Read this interview that Himalayan Footsteps’ Managing Director Olly Margry gave to the Business 7 Newspaper. Olly talks about his experiences founding a business:
It was while studying to be a doctor that Olly Margry went on a trip to Nepal which changed his life. The young man fell in love with the country and decided to set up his own travel company. After packing in the medical degree he set up Himalayan Footsteps in his flat at the end of 2007. Here he tells us how the company has grown since then.
What do you do?
We arrange bespoke trekking, culture, adventure and volunteering holidays to Nepal, Tibet, Bhutan and northern India. We create personalised holiday packages arranging everything from flights, tour guides, financial protection, airport pick up, handpicked hotels as well as providing advice on kit, visas, health, customs and culture.
Where did the funding come from and which organisations have supported the business?
At the time of setting up Himalayan Footsteps I had access to start up grants from Business Gateway which proved very helpful. As with many SME businesses it was about starting small and gradually building up – I worked from an office in my flat to keep costs down, and spent much of the time getting the product right and building a client base.
Who are the key people in the business?
As managing director I oversee the strategic side of running the business as well as forging new customer/supplier relationships. Ulrike Werner is our relationship manager, and she looks after customer communications as well as helping me develop the business. Sakila Manandhar is our operations manager. She over sees the company’s operations, enquiries, itineraries and pricing. My wife Isha looks after the store on Morningside Road and her sister Sanu is based in Kathmandu. She is responsible for customers who are already out enjoying their adventure.
What is unique about what the company does?
We provide our customers with brilliant memories – this phrase is core to our business. It may sound simple but it encompasses a lot. Unlike many other operators our service is completely bespoke. We will sit down with our customers and help them establish exactly what they want and build the holiday around that. We use our extensive local knowledge to uncover all the hidden gems, places that you wouldn’t even know existed unless you knew where to look. The result is an experience that feels unique, and tailored to the customer.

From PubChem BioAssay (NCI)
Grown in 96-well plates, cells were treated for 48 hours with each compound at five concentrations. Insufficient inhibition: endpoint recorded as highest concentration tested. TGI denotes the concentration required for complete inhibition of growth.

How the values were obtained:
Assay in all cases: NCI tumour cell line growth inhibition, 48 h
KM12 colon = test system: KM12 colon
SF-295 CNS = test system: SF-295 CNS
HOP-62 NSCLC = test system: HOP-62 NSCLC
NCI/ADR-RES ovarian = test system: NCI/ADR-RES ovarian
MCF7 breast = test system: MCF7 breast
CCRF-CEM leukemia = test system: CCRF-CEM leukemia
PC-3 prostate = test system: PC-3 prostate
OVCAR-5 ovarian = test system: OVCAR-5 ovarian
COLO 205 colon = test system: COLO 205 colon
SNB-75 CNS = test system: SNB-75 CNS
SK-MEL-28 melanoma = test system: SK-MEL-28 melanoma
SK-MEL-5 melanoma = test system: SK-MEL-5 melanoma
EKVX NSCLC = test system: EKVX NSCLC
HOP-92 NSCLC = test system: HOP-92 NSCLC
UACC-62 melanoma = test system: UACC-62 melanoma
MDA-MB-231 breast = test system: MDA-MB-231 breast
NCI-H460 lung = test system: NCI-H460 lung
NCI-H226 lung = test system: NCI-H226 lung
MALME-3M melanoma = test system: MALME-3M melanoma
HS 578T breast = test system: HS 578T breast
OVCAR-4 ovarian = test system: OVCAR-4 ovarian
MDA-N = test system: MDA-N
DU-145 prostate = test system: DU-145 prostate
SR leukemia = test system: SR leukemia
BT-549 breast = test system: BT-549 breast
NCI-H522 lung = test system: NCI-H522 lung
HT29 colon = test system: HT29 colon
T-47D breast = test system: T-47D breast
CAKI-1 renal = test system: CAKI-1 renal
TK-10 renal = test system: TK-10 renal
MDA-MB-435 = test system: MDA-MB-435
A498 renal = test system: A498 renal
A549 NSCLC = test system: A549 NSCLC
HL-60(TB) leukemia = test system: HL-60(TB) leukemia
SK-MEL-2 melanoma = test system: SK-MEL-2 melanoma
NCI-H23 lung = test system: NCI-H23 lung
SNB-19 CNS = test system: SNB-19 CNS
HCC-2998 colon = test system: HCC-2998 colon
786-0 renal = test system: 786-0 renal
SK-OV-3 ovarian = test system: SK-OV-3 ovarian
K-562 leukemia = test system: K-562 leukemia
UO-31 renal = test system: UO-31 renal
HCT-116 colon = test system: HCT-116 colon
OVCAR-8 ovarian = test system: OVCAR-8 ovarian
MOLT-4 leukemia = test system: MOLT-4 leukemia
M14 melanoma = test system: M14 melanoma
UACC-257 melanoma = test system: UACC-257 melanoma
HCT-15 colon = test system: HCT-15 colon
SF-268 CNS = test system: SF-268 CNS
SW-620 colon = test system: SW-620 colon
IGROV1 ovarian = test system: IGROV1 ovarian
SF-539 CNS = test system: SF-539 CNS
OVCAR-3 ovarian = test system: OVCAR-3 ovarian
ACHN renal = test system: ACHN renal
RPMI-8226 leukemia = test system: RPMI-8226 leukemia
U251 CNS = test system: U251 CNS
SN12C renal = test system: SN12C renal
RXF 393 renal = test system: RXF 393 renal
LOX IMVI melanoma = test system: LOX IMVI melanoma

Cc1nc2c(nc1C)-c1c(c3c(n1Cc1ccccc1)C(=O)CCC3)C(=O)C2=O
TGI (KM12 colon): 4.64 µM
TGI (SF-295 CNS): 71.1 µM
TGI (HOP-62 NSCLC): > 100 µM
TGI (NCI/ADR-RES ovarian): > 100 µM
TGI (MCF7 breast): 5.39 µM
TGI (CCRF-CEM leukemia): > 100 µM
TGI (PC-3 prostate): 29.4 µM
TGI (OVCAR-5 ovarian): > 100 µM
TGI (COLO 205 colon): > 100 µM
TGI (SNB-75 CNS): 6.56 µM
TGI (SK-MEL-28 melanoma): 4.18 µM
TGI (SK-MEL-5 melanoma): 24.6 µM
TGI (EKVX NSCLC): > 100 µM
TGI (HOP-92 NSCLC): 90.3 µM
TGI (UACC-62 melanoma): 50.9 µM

What has been the single biggest investment?
Without a doubt our people – the success of a business is down to the quality of the people it employs. It’s as simple as that. Finding the right people to fit with your vision and ethos is not easy, but when you do, the business will move on seamlessly and naturally.
Has there been a key moment or turning point?
It’s happening right now. We are moving the business to the next level via a number of initiatives. At the end of last year we moved out to larger premises at the Midlothian Innovation Centre and took on three new people. We have invested a lot in our people as well as a brand new marketing campaign involving social media, a new website, public relations and direct marketing strategies. It sometimes feels like a gamble putting so much into something that won’t bring an immediate return, but you have to put your cards on the table if you want to grow.
What is the business plan and how does the company intend to grow?